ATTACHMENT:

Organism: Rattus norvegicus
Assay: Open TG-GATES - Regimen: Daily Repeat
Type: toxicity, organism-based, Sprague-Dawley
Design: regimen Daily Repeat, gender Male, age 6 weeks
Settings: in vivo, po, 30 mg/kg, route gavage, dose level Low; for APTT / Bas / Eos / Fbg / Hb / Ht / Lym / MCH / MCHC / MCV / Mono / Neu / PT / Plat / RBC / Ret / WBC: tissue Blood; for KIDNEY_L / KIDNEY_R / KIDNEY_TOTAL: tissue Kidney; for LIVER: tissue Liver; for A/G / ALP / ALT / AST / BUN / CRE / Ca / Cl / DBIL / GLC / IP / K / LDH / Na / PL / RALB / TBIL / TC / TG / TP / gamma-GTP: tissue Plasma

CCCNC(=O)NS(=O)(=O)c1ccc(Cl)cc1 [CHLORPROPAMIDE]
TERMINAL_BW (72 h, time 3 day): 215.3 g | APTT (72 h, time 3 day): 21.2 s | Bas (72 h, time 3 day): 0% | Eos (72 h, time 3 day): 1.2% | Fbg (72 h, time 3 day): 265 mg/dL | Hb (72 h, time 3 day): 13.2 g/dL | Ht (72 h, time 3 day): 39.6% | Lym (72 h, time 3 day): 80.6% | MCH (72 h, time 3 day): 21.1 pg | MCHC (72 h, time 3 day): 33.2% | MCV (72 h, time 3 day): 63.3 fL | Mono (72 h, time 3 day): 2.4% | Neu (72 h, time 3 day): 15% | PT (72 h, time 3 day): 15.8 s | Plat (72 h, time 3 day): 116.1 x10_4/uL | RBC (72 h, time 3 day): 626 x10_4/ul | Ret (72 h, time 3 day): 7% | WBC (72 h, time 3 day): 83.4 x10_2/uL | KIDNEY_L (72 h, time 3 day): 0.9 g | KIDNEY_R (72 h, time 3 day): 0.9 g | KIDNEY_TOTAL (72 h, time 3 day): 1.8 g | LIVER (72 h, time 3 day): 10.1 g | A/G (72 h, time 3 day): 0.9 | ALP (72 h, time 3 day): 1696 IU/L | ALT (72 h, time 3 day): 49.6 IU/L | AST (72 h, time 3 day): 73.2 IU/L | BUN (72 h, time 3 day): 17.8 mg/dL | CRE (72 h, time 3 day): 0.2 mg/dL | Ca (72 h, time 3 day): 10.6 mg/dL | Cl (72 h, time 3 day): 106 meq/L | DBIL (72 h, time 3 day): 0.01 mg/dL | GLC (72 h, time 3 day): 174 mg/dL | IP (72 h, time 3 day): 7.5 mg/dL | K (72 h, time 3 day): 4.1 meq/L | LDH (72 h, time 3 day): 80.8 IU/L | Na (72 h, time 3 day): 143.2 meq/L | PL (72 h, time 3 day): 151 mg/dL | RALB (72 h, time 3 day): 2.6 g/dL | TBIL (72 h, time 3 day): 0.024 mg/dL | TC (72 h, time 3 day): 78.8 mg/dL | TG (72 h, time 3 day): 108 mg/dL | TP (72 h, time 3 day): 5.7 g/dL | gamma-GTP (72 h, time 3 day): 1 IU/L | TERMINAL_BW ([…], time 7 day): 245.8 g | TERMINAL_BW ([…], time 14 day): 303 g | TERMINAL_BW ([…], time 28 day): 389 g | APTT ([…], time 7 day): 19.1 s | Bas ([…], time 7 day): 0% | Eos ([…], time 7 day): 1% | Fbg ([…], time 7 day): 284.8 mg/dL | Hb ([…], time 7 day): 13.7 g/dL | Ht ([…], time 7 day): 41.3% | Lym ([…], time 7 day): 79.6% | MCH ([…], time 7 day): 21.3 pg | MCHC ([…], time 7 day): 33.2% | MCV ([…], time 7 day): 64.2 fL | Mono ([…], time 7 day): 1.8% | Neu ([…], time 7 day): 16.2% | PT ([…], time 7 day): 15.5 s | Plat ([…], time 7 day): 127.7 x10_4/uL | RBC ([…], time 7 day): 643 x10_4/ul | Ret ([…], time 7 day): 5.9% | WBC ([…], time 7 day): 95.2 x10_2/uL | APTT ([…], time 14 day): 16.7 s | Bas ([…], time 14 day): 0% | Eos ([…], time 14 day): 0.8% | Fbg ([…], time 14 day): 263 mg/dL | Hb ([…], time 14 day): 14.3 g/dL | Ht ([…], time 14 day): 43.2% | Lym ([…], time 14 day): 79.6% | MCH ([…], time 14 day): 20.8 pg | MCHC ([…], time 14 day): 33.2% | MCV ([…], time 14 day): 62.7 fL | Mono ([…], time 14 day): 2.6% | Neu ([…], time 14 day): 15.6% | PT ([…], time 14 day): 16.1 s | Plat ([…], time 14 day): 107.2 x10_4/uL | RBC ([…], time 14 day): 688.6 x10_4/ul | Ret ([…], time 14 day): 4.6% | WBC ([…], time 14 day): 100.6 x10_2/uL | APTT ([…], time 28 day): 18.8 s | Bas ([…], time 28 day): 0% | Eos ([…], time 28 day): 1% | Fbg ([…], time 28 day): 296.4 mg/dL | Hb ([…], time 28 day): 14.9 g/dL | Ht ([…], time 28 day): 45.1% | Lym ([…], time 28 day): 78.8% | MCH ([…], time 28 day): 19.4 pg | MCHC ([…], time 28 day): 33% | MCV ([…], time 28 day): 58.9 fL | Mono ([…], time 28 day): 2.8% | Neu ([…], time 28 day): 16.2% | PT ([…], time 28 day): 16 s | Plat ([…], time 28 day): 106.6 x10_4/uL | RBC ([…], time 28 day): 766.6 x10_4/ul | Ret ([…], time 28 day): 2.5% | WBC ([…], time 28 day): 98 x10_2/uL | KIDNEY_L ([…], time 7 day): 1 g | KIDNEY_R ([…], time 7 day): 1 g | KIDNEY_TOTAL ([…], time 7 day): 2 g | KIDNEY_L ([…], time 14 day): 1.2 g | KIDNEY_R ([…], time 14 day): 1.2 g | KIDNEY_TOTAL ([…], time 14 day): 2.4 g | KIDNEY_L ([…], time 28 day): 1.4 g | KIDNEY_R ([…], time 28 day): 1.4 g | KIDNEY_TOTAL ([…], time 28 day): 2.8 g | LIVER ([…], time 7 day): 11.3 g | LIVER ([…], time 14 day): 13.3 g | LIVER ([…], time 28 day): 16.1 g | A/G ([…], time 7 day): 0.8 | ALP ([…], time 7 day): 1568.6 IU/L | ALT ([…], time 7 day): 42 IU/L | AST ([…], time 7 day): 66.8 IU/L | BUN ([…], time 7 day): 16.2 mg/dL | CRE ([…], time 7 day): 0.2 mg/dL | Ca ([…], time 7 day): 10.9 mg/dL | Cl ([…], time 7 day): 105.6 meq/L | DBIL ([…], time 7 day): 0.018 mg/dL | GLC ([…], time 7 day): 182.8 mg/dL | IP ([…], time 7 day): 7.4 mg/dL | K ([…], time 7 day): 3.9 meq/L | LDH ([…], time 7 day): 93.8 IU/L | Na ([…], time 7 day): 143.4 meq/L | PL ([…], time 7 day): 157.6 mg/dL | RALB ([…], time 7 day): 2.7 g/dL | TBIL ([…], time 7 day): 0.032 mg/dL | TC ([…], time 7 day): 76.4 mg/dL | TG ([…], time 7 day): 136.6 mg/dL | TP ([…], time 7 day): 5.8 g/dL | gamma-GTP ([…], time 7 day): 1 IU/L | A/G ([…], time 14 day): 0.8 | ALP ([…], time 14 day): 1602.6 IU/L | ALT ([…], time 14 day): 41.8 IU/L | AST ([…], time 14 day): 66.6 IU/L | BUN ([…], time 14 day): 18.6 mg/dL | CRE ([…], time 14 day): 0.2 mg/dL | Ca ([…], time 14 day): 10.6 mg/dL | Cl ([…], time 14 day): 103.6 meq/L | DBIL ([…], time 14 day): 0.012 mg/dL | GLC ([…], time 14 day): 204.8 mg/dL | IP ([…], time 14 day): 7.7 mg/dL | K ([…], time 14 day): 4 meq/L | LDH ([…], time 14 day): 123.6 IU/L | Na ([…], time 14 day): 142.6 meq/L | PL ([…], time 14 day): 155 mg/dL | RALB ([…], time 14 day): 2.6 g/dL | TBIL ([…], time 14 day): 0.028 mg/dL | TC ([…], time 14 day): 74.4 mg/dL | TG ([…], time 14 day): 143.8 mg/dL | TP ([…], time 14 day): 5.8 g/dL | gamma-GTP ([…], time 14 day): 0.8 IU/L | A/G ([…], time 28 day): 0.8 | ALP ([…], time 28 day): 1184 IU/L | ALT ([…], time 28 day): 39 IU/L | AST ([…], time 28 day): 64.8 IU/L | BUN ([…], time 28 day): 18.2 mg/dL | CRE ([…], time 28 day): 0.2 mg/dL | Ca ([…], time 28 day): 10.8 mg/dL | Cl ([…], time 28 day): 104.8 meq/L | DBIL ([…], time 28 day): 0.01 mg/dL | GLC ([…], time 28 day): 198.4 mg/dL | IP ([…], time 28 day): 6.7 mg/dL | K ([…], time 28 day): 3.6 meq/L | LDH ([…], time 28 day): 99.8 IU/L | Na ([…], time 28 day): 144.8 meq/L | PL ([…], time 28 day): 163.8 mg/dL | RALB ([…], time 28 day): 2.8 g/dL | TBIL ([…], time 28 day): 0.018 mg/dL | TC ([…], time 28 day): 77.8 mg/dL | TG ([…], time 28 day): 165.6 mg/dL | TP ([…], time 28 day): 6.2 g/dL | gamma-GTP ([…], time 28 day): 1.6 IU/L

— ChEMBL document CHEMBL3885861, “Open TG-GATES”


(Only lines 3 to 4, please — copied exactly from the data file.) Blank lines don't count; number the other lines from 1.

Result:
Type: toxicity, organism-based, Sprague-Dawley
Design: regimen Daily Repeat, gender Male, age 6 weeks